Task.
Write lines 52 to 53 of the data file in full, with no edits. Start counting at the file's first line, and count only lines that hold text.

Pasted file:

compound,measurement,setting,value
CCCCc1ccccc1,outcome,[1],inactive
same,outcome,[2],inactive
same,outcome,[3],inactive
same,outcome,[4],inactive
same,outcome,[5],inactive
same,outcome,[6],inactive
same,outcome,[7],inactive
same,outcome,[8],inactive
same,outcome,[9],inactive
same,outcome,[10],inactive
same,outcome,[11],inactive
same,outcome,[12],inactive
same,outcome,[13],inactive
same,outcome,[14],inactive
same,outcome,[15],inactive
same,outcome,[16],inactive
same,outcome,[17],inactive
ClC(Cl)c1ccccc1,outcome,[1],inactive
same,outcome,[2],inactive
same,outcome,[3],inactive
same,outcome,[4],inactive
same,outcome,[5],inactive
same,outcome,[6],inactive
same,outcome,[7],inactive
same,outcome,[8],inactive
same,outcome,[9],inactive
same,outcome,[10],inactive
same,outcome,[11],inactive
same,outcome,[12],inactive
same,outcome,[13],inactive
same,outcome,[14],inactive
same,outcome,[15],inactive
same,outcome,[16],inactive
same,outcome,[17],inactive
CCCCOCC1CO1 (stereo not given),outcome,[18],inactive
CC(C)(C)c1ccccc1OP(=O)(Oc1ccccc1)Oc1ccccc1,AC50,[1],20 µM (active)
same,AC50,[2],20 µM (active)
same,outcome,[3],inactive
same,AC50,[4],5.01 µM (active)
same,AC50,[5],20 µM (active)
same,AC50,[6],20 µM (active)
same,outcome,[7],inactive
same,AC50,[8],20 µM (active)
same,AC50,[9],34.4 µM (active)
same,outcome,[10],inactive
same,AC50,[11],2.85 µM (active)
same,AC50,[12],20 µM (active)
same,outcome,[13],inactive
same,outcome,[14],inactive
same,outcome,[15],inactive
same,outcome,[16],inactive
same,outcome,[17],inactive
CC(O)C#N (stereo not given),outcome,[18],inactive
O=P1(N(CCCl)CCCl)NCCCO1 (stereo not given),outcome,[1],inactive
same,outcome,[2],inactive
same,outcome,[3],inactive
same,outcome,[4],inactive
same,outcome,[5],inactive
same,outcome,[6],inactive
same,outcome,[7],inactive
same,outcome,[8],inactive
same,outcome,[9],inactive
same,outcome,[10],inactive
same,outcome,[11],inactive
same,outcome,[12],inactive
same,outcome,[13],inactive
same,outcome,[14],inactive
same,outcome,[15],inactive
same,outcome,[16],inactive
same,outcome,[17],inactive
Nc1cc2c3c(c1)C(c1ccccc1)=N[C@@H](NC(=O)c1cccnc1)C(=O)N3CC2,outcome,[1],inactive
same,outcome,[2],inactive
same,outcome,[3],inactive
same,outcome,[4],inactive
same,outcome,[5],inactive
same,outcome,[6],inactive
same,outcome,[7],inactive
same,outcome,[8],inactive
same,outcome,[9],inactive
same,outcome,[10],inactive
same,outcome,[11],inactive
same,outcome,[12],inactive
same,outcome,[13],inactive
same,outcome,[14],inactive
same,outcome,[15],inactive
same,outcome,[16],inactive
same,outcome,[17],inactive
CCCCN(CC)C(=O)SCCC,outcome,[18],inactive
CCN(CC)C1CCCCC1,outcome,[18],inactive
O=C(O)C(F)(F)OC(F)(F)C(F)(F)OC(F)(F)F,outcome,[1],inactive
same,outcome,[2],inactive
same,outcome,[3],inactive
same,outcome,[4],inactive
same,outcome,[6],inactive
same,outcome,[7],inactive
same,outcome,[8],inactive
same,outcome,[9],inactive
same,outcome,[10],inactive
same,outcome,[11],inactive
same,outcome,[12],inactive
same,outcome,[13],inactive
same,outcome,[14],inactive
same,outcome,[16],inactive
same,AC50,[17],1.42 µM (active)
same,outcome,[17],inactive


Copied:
same,outcome,[16],inactive
same,outcome,[17],inactive